Alcohol cheaper than coffee – study

Between March and May of this year, the study surveyed ten licenced supermarkets and twelve bottle stores located in low socioeconomic areas of Tmaki Makaurau.

It discovered that beer, wine, and light spirits were all sold for less than a dollar apiece.

The cheapest heavy spirits and ready-to-drink beverages were priced at less than $1.20 for a standard drink.

Supermarkets had the cheapest alcohol, and wine was the cheapest due to its low taxation.

Nicki Jackson, Executive Director of Alcohol Healthwatch, explained that “In New Zealand, wine is taxed as if it contained 10% alcohol. In reality, white wine contains approximately 12.5 percent alcohol and red wine contains approximately 13.5 to 14.5 percent alcohol.”

Additionally, prices have not increased in lockstep with inflation.

A 3-litre cask wine cost $15 in 1988. It should cost $30.21 if prices increased in lockstep with inflation, but the study discovered that it could be purchased for $23.

“The low cost of alcohol exacerbates alcohol harm and undoubtedly contributes to an increase in lockdown drinking,” Dr Jackson said.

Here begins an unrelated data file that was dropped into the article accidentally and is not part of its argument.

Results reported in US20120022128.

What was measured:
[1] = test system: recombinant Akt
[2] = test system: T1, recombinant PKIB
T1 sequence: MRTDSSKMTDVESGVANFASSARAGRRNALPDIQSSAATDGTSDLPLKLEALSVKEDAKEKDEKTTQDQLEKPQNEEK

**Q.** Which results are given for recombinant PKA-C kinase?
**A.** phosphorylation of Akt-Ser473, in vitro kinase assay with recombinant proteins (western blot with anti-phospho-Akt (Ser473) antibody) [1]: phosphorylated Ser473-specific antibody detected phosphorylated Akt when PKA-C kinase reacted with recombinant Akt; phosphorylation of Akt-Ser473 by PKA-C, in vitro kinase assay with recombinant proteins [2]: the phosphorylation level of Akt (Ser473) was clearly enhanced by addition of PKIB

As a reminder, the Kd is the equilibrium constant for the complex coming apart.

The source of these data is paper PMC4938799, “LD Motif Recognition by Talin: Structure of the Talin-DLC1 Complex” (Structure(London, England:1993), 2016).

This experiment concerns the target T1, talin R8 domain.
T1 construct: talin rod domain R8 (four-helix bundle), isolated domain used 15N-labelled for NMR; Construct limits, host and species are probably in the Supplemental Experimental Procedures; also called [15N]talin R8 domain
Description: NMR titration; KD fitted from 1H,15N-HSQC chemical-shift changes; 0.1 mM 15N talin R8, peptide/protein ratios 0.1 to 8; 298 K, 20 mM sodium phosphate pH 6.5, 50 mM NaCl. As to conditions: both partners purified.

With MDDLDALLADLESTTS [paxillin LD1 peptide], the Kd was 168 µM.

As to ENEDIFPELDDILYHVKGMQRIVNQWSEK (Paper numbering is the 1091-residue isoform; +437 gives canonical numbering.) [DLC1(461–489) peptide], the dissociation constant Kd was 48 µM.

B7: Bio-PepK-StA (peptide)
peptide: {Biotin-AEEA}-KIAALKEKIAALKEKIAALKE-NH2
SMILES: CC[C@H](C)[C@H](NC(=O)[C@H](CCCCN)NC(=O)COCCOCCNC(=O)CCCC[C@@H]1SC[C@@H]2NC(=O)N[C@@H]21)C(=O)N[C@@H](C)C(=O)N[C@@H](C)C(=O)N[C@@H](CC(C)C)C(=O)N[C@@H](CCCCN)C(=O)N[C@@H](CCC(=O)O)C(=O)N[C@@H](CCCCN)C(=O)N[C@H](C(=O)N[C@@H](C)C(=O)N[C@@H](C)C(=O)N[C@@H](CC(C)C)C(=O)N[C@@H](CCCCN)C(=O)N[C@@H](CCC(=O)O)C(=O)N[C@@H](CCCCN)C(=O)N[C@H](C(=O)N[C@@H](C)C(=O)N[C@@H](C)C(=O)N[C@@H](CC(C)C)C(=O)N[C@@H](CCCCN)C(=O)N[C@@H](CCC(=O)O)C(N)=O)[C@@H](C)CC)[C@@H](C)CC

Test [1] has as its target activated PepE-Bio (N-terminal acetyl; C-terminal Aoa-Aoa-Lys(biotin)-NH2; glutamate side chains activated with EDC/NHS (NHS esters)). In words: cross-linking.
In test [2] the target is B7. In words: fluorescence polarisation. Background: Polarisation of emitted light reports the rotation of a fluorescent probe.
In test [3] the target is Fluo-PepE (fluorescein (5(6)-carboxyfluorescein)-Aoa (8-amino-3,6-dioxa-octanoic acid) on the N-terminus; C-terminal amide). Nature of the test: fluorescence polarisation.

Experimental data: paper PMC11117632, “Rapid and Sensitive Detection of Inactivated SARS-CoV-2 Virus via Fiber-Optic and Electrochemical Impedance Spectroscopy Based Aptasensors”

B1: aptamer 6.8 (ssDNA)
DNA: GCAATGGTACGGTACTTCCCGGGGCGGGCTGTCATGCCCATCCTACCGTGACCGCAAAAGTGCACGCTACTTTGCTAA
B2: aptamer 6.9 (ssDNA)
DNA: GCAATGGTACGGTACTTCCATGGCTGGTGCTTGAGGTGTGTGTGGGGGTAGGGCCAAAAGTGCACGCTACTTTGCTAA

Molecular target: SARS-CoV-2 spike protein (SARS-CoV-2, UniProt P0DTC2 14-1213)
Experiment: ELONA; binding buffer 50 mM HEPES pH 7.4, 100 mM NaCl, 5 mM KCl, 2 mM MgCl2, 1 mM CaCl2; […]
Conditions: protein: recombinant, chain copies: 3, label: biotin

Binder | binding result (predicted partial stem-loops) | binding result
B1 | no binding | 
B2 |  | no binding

Lt Colonel Lynette Hutson, Salvation Army Assistant Territorial Secretary for Mission, added that low alcohol prices contribute to the development and maintenance of addiction.

“While we applaud the government’s decision to increase funding for addiction treatment, prevention must take precedence.”

Justice Minister Kris Faafoi confirmed in September that scoping for the review was underway.

He stated that any review of alcohol legislation would be consistent with Te Tiriti o Waitangi commitments and would be approved by Cabinet.

Dr Jackson recalled that the last time alcohol legislation was reviewed was in 2010.

“According to the Ministry of Justice [in a 2012 law review], a 10% increase in the price of alcohol would result in hundreds of millions of dollars in cost savings for ACC, as well as for our justice and health systems.”

According to Alcohol Healthwatch’s study, the Minister should implement evidence-based alcohol pricing policies, establish a minimum unit price, and increase the alcohol excise tax in order to reduce alcohol harm.

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